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Re: GNU General Public License?

From: Alexander Terekhov
Subject: Re: GNU General Public License?
Date: Tue, 31 Jan 2006 16:44:31 +0100

Alexander Terekhov wrote:

The funny thing is that the guy pretends to be a sort of anarchist.

In in interview with Spiegel Online Stallman said "I tend toward the
left-wing anarchist idea", and to LinuxWorld Today he said I am a sort
of combination between a liberal and a leftist anarchist."

(The Free Software Movement - Anarchism in Action)

- Crossover

There are currently some points of contact between the free software
movement and the anarchist movement, as well as the wider
anti-capitalist movement. One example is the ActiviX group, who arrange
training days to help activists learn how to use GNU/Linux. There are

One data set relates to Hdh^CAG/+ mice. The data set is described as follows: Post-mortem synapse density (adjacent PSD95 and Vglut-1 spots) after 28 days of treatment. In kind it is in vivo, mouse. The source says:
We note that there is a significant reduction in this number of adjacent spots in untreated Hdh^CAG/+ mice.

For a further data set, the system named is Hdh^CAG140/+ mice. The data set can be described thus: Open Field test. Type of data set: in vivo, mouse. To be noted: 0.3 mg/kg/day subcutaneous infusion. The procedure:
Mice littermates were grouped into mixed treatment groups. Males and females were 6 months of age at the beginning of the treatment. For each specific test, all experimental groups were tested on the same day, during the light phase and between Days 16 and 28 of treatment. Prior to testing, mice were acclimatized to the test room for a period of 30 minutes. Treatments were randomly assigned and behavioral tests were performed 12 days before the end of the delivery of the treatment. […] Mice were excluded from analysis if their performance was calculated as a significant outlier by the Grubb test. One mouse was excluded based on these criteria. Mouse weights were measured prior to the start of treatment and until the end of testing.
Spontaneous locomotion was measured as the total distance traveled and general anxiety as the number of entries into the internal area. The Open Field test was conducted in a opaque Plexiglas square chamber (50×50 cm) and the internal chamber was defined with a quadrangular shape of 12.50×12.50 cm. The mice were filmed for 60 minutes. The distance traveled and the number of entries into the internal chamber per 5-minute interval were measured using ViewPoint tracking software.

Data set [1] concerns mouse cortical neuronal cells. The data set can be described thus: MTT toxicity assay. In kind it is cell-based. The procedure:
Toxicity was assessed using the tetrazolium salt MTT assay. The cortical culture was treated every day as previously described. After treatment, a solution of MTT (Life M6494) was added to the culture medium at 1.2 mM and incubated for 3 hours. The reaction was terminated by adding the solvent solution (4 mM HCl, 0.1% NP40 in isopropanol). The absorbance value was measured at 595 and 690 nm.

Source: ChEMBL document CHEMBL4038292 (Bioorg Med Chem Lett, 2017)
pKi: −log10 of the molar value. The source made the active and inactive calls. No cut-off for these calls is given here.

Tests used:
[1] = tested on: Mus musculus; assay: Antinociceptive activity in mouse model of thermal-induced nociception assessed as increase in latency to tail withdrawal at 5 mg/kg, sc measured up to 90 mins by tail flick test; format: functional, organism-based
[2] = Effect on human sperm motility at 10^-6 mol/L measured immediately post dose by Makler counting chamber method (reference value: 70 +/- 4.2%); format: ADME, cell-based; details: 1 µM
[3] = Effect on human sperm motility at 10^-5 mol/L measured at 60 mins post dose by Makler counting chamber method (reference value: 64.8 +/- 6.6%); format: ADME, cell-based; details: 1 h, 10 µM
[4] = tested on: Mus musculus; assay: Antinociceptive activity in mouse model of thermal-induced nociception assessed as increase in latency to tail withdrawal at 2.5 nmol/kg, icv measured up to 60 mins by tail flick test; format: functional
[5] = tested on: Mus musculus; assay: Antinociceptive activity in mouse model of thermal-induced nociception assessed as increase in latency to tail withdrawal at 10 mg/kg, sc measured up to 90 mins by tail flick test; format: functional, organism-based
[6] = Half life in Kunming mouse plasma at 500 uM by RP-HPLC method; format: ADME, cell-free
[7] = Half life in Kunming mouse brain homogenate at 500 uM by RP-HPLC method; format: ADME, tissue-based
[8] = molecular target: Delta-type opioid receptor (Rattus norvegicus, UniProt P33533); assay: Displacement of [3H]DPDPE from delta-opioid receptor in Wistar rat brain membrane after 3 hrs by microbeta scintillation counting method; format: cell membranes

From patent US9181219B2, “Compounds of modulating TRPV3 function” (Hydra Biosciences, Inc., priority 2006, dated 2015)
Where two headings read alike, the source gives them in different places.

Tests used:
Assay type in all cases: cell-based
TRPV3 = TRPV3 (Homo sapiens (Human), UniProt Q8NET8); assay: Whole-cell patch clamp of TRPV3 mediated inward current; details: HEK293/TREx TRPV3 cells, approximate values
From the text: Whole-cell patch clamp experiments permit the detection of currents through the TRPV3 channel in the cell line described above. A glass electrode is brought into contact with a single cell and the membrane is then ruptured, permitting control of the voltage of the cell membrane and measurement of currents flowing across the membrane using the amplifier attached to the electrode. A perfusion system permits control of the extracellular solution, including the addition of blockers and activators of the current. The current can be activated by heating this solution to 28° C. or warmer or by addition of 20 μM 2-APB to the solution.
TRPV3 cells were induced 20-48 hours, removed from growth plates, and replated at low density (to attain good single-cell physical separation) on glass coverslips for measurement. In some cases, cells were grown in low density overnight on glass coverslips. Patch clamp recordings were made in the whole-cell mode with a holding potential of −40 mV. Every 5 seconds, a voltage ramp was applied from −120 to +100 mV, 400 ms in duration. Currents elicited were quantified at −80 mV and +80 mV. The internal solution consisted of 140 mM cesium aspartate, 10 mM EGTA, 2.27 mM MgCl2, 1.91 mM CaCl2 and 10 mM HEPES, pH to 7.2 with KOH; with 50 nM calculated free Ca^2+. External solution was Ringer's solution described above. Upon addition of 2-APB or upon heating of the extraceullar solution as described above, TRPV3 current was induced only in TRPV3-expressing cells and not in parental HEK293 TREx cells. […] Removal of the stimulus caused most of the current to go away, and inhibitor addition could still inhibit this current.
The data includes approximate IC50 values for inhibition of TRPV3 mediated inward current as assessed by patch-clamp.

also an emerging culture of 'HackLabs' in several European countries,
open computer access in political spaces. One is currently being set up
in Freedom Press book shop in London. Such work should continue and
increase and the connections need to be drawn more. Anarchist theorists
would do well to seriously consider the implications of the movement for
anarchism as a social and industrial theory. For too long anarchist
theorists have had to point to past examples of more libertarian ways of
creating and maintaining complex systems. With the advent of GNU/Linux,
we no longer need to rely on the past alone. Caution should be used in
such analysis. As noted above, the free software movement is not totally
anarchist, nor even fully libertarian. The facts and their implications
should be studied with humility, seeking for learn more than we seek to
teach. Also, we should not be overly concerned with interest shown in
the "open source" movement by Troyskyist and other left groups. Small
groups of free software programming groups jealously guard their
independence by instinct.

- Our favorite web sites use free software

It is also worth remembering that anarchists and activists in general
use plenty of free software already (though we could stand to use it on